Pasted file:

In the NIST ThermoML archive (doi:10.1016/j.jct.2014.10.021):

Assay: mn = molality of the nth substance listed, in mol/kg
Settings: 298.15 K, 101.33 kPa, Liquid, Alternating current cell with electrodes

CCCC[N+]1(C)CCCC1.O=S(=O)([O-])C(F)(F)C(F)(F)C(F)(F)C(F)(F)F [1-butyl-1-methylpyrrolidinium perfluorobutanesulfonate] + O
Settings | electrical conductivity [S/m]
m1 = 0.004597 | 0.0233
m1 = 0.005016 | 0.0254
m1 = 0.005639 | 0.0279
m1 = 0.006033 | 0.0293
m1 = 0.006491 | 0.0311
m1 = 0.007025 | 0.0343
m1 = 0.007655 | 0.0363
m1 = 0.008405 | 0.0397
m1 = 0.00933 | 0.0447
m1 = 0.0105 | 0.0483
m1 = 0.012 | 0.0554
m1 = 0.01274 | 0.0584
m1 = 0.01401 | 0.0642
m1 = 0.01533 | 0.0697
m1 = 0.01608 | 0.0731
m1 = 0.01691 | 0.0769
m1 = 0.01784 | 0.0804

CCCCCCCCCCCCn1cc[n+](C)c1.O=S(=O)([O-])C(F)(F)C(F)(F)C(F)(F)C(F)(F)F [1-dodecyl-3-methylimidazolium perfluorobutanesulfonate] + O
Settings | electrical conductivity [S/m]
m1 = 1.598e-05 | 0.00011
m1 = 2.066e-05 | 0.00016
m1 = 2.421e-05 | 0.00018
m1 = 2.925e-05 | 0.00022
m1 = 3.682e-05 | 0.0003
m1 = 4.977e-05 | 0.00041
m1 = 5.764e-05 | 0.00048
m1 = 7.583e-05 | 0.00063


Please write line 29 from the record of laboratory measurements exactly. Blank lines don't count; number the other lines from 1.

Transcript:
m1 = 3.682e-05 | 0.0003